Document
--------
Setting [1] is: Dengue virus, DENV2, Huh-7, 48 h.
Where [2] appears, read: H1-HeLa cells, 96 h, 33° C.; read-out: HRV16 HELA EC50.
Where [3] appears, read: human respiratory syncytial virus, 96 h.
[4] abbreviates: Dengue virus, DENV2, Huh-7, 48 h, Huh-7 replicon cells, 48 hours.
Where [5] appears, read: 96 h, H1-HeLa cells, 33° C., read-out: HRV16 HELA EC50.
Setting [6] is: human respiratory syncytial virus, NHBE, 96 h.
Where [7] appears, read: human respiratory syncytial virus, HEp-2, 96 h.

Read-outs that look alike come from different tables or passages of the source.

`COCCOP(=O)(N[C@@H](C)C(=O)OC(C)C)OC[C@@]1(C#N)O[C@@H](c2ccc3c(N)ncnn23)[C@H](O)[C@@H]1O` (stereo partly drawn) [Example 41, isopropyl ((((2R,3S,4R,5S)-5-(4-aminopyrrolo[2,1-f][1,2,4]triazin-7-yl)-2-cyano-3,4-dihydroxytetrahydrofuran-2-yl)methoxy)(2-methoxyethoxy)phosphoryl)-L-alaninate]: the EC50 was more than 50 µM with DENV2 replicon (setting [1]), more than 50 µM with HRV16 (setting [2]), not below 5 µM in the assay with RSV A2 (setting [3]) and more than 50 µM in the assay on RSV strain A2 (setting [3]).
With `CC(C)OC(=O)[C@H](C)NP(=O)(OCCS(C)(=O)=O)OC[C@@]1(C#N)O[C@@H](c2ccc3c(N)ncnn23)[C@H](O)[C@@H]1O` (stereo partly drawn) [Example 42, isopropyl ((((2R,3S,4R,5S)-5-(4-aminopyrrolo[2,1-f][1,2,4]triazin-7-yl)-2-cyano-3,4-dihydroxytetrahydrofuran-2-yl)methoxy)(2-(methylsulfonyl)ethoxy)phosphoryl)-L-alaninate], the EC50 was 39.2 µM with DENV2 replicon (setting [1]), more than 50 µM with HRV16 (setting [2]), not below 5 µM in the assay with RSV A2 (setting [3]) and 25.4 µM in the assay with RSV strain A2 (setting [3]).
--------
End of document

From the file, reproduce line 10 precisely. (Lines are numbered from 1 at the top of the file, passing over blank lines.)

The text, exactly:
With `CC(C)OC(=O)[C@H](C)NP(=O)(OCCS(C)(=O)=O)OC[C@@]1(C#N)O[C@@H](c2ccc3c(N)ncnn23)[C@H](O)[C@@H]1O` (stereo partly drawn) [Example 42, isopropyl ((((2R,3S,4R,5S)-5-(4-aminopyrrolo[2,1-f][1,2,4]triazin-7-yl)-2-cyano-3,4-dihydroxytetrahydrofuran-2-yl)methoxy)(2-(methylsulfonyl)ethoxy)phosphoryl)-L-alaninate], the EC50 was 39.2 µM with DENV2 replicon (setting [1]), more than 50 µM with HRV16 (setting [2]), not below 5 µM in the assay with RSV A2 (setting [3]) and 25.4 µM in the assay with RSV strain A2 (setting [3]).